Writer’s Block – Nikola Scott

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By Nikola Scott

Before I started writing, I was rather in awe of this thing called Writer’s Block. I used to imagine it as a sort of anti-creative avalanche that would descend without warning, leaving you staring at a massive wall of blackness between you and your imagination. Obviously, I’ve come to realise that writer’s block comes in all shapes and sizes – and that none of those are nearly as thrillingly dramatic as that avalanche.♥

To me, Writer’s Block is more like a swamp. A sticky, frustrating mental syrup that spreads lazily as far as the eye can see, and the more you try to push back, chasing tired and elusive thoughts that lead nowhere at all, the more it oozes its terrible goo. Writer’s Block is sitting at your desk, skin crawling with frustration, trying not to watch the clock ticking away towards your deadline. It’s lying awake at night staring at the ceiling and trying to breathe through the panic because what if this was how it was going to be forever? What if there came a point when a writer would just be empty of all good things? What if every story had already been told and all you were going to do from now on was to add yet more tired drivel to the morass of mediocrity?

I’m exceptionally good at imagining the worst, which is a nice reaffirmation of my choice of profession but not necessarily a helpful trait when it comes to talking myself back from the edge of The Swamp. Consequently, I’ve had plenty of opportunity over the years to figure out what can help if not to banish Writer’s Block, then at least alleviate its midnight moments of panic.

Move. Every now and again I see a scientific article floating around linking movement with creativity and every time I nod along as I read it, because my number one strategy when my mind get paralysed, is to get up and move. Doesn’t matter where, as long as it’s linear because linearity, to me at least, is a very effective antidote to the directionless ooze of The Swamp. I have an ancient cross trainer in the basement and my family knows to stay well clear when they hear its dulcet squeak floating up the stairs, together with my breathless voice barking random ideas into my phone. Leaving the house is good, too. There’s an old cemetery near where I live, which always provides me with inspiration, or else I just walk up and down the streets, mumbling into my phone and buying pastries from every bakery I pass.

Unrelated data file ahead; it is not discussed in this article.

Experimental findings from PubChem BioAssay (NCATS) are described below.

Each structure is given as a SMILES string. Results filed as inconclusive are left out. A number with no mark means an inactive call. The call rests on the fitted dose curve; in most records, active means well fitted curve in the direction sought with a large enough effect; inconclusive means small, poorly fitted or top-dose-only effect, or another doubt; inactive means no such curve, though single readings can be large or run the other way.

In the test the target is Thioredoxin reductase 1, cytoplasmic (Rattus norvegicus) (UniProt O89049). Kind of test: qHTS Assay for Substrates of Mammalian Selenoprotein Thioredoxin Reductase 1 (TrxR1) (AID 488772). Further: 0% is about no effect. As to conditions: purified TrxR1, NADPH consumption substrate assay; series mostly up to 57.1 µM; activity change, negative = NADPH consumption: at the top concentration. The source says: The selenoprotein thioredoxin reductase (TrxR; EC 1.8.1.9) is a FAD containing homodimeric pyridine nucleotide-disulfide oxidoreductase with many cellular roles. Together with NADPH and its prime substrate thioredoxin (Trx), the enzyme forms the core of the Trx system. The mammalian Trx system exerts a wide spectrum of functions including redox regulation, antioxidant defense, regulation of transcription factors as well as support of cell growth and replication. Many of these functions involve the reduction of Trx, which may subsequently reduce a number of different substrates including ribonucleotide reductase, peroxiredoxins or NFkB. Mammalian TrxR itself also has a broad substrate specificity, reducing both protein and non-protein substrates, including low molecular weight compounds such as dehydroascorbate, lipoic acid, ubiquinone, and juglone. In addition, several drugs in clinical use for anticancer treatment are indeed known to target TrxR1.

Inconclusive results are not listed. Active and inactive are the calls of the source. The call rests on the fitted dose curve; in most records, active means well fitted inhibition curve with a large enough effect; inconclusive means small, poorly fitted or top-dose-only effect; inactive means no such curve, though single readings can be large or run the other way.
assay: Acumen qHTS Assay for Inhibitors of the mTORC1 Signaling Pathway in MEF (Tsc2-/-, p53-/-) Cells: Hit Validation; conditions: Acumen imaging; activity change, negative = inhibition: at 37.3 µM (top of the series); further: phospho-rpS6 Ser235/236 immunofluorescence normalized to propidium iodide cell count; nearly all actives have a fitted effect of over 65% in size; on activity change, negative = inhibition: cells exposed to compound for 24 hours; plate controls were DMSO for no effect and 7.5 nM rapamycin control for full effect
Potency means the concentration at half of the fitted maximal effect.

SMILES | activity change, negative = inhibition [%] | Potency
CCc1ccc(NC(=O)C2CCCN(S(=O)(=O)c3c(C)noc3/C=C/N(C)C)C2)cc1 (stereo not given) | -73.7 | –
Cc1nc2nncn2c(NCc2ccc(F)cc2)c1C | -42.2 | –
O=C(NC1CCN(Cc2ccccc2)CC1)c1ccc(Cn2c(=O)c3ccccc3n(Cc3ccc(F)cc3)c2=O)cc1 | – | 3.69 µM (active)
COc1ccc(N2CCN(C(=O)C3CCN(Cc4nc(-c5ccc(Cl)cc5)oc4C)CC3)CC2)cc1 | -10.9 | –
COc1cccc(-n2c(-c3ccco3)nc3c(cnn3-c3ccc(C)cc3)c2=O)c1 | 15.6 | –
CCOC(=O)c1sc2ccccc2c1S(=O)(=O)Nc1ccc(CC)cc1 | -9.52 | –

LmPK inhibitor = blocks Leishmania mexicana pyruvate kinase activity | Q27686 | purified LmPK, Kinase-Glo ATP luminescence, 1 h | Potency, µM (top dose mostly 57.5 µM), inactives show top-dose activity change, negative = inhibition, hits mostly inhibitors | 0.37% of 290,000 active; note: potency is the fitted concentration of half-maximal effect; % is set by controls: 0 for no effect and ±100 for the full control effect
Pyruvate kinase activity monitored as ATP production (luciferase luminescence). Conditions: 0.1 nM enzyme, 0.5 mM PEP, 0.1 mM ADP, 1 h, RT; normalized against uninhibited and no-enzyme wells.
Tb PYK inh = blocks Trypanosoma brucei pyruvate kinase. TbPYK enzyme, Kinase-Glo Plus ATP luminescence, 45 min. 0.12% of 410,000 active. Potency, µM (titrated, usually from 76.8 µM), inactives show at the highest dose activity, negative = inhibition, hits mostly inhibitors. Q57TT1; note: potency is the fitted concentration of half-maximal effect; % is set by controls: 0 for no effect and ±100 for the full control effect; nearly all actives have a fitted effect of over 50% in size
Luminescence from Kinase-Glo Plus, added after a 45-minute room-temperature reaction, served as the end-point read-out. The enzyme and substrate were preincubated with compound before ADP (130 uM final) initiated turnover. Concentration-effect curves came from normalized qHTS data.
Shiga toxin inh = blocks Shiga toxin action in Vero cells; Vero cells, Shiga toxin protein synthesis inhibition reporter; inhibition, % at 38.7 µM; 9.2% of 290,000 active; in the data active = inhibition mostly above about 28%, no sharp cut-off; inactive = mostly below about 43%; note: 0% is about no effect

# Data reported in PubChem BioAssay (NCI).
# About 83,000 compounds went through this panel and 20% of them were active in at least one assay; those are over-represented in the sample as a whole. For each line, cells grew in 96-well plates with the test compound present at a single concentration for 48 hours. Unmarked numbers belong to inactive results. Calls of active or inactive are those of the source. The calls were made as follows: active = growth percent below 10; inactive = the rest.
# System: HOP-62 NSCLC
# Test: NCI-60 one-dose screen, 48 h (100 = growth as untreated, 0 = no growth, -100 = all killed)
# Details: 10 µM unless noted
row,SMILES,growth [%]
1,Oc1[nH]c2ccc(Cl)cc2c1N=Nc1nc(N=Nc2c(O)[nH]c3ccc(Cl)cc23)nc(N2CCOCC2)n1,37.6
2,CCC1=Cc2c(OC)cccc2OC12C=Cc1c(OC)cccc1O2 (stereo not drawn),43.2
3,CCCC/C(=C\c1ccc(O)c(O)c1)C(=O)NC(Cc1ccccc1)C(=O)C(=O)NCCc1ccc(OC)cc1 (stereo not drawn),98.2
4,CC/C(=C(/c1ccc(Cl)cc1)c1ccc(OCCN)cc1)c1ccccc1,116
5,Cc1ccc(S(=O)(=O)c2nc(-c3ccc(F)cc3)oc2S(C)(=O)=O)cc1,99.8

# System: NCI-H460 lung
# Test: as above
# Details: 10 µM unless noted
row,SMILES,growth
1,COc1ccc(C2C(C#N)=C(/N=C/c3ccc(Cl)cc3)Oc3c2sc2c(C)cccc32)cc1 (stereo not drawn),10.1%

Write longhand. Not your whole story, just notes. It doesn’t have to be structured, it doesn’t have to yield a real result, it doesn’t even have to make sense. In fact, half the notes in my notebooks I will never look at again because their only purpose was at some point to steer me through the swamp and to a place where I can think more clearly. Go back to the last place before you got stuck and start asking questions. Write down answers, then ask why. And again. Write lists of anything and everything (including, perhaps, why you got into this profession in the first place). It also helps to do lots of angry arrows pointing from one idea to the next, and it’s even nicer if you do them in different colours.

Reach out to your tribe. My usual impulse is to hide from the world, convinced that no one on this good earth will truly get how awful it is to be stuck as a writer. But every other writer has their own Swamp story to tell, and most other, ‘normal’ people do as well. So after an unproductive day of grinding my teeth in silence, I will rally round a few sympathetic souls, occasionally to talk through plot stuff, but more often simply to tell someone and lighten the load, gather a few stories of shared misery – and then move on.

Born and raised in Germany, Nikola Scott worked as a crime and women’s fiction fiction editor in New York and London for over ten years before deciding to take the leap into becoming a full-time writer herself. She now lives in Frankfurt with her husband and two sons. My Mother’s Shadow is her debut novel.


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